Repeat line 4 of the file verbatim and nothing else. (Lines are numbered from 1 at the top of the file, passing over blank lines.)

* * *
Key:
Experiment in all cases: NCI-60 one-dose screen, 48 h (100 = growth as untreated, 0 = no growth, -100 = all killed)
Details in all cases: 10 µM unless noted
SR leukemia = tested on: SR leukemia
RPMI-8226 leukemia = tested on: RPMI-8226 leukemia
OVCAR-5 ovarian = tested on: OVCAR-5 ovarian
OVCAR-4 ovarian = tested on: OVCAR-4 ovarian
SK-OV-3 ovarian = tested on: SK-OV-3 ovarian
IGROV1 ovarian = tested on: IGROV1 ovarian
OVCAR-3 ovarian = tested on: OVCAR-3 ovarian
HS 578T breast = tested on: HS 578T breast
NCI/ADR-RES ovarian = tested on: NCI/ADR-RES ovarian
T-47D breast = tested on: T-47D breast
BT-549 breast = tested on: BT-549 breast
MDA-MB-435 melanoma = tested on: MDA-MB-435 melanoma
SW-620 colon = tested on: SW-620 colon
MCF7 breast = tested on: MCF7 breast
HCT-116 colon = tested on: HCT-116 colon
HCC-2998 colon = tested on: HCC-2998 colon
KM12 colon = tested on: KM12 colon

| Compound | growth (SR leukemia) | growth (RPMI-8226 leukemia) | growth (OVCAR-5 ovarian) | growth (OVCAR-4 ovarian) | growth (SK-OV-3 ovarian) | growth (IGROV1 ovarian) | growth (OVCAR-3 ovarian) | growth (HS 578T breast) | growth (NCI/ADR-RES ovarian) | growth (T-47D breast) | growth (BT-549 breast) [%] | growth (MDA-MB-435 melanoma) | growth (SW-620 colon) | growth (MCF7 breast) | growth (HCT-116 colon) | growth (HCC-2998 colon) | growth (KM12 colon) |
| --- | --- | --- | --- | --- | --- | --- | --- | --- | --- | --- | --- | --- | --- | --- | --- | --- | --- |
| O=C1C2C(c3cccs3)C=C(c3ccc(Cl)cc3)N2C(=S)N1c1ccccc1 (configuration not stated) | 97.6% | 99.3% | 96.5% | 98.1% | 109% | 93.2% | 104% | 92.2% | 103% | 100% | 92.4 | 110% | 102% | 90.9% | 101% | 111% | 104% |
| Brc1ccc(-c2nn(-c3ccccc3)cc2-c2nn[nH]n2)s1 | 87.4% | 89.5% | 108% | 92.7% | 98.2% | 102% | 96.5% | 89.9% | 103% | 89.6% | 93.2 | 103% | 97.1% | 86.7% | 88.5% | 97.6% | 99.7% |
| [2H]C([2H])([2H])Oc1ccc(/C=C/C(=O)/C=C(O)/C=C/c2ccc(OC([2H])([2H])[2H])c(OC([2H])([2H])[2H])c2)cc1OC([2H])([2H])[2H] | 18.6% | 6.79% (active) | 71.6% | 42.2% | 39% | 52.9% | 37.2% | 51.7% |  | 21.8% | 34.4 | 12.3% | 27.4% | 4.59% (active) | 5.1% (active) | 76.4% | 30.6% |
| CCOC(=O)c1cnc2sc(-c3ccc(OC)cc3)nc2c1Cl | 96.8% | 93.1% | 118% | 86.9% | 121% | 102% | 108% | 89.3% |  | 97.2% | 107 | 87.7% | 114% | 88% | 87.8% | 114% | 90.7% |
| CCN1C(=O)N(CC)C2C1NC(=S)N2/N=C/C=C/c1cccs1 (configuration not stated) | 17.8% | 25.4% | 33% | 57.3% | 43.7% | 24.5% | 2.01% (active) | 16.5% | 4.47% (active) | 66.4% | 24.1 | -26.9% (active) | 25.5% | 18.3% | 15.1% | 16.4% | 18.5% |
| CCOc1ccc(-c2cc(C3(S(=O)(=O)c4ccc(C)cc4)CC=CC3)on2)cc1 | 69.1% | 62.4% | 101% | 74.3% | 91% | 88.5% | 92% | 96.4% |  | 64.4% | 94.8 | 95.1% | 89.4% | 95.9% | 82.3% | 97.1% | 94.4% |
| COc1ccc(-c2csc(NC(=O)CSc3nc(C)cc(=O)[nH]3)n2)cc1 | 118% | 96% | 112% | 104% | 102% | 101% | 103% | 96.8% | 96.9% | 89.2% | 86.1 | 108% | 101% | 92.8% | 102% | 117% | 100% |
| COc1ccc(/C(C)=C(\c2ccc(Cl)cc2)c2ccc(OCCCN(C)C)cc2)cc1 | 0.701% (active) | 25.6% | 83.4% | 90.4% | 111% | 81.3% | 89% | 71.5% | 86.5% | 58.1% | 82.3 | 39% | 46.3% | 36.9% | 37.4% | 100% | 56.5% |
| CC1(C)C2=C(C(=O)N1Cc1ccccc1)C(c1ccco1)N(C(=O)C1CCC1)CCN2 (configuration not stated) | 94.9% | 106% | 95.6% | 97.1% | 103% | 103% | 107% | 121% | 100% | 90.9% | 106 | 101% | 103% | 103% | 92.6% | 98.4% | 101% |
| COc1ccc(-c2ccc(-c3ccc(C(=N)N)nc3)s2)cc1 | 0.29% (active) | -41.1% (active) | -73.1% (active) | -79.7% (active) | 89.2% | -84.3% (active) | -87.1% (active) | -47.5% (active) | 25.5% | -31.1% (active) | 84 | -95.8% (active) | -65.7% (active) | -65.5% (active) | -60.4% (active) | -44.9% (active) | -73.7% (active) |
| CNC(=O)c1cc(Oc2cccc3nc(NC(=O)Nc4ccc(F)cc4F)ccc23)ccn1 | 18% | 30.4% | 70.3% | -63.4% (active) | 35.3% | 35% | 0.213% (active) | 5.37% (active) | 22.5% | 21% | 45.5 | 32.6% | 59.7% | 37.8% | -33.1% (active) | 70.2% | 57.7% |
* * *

SR leukemia = tested on: SR leukemia